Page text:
Sports Illustrated names "The Activist Athlete" as Sportsperson of the Year
Five activist athletes were named Sportsperson of the Year by Sports Illustrated, honored for their accolades on the field and dedication to bettering the lives of others off it.
The big picture: The athletes, ranging across three sports, "were champions in every sense of the word: champions on the field, champions for others off it," displaying leadership during a difficult year for the nation, the magazine writes.
- Naomi Osaka: The U.S. Open champion wore a different face mask for each of her seven matches, honoring seven Black victims of racial injustice and police brutality "to make people start talking."
- Breanna Stewart: Seattle Storm's star and this year's WNBA Finals MVP played an integral role over the summer in the ongoing fight against racism, regularly attending protests and successfully lobbying the league to include "Black Lives Matter" on the court in the bubble.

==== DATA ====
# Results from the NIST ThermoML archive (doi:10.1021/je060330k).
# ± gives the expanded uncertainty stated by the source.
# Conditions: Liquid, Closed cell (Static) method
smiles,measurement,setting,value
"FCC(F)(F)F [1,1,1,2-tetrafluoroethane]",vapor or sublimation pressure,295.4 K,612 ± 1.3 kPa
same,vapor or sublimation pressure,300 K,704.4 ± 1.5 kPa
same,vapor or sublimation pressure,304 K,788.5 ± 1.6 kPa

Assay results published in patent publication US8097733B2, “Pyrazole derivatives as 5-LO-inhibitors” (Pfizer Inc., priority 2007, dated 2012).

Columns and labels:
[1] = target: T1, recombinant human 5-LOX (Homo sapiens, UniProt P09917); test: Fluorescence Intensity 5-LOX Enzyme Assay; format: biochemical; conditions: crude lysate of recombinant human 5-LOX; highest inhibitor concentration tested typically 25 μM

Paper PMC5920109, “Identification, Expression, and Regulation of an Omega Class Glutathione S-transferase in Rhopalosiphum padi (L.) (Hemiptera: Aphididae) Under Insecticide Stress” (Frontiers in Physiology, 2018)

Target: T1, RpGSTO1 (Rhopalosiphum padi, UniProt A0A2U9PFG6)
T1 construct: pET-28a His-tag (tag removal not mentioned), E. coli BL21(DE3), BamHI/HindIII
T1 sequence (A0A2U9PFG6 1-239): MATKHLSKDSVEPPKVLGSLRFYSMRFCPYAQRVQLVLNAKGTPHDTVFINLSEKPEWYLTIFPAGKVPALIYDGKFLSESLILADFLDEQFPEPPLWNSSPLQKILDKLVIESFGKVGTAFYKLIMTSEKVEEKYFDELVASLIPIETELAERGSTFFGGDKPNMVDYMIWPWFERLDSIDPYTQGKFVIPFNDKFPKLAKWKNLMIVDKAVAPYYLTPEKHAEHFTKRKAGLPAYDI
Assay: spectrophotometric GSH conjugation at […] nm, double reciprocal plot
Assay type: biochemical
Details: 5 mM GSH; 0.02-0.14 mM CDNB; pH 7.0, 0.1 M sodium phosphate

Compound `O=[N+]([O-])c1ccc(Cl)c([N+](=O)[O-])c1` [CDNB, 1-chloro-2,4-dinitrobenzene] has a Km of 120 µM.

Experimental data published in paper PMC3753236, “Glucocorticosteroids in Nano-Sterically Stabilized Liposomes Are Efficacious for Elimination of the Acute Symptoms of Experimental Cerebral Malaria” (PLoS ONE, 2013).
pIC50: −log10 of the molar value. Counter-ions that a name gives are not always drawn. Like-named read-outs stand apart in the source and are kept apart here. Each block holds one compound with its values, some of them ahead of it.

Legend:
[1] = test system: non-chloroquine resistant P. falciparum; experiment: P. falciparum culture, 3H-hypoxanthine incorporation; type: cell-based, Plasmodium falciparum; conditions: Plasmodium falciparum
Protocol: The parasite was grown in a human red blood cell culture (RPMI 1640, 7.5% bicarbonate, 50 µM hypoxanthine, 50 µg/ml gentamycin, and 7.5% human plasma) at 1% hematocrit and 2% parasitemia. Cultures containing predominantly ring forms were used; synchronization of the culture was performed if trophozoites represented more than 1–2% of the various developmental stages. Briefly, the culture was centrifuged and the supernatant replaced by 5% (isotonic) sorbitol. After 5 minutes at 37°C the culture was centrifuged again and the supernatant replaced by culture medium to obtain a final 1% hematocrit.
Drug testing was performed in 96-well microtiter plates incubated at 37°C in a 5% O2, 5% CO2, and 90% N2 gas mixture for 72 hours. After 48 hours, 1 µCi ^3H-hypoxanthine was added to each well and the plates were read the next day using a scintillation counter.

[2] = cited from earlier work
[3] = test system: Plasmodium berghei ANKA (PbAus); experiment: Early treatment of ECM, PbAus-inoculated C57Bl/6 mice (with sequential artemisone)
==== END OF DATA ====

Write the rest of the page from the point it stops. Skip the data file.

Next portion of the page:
- Laurent Duvernay-Tardif: The Chiefs' starting right guard helped lead the franchise to its first Super Bowl in 50 years before returning home to Canada — where he remains, having opted out of the season — to put his medical doctorate to good use, working on the front lines of the pandemic at a long-term care facility.
- Patrick Mahomes: The Super Bowl MVP was not only instrumental in pushing the league to recognize the Black Lives Matter movement back in June, but also helped fund the voting machines that allowed Arrowhead Stadium to become a polling location.
- LeBron James: The elder statesman of the group, James won his fourth NBA title while launching "More than a Vote," an organization dedicated to fighting voter suppression and encouraging voter education.
Go deeper: Sportsperson of the year, the activist athlete (SI)